P: n/a Frank Buss wrote in message news:... I've setup a challenge, mainly for C++, Java and Lisp, but every other language is welcome: http://www.frank-buss.de/challenge/index.html There is nothing to win, but I hope there will be some interesting solutions at the end, so the win are the results :-) Would it be possible for you to have a private mailing list where you can show us peoples' submissions? I'm too impatient to wait until the 25th. The recipients can be people who already sent you solutions. It is interesting to see how one programs differently when shipping time is a factor. After I sent it to you and took a quick look at the code, I realized I left in parameters named "blah". ;) Which is what I frequently name things, but I always rename them. MfG, Tayssir Jul 22 '05 #7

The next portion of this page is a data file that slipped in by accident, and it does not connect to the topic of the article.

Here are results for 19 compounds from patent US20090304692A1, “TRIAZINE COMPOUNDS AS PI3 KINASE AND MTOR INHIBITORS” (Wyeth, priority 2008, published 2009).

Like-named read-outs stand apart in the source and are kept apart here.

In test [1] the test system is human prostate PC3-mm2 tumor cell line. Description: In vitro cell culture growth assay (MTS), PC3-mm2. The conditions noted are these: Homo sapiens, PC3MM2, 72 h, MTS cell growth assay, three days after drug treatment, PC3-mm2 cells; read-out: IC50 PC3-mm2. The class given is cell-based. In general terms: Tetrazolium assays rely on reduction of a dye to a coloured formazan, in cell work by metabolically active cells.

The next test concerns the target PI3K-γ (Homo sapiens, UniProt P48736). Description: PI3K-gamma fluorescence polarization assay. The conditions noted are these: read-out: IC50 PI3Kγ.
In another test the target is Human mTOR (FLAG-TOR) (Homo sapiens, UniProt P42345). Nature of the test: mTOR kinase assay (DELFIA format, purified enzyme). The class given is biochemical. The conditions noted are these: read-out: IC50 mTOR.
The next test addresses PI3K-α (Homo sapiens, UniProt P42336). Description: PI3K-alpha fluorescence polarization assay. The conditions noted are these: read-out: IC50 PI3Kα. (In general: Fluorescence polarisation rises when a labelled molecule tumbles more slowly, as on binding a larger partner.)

P: n/a Tayssir John Gabbour wrote: It is interesting to see how one programs differently when shipping time is a factor. After I sent it to you and took a quick look at the code, I realized I left in parameters named "blah". ;) Which is what I frequently name things, but I always rename them. How very true. I'm also curious to see if anyone comes up with a "general case" solution to the problem. I'm in the console gaming industry, where most of the time hard-coding a solution to a specific problem is preferable -- which is why I did in this case. Jeff M. Jul 22 '05 #8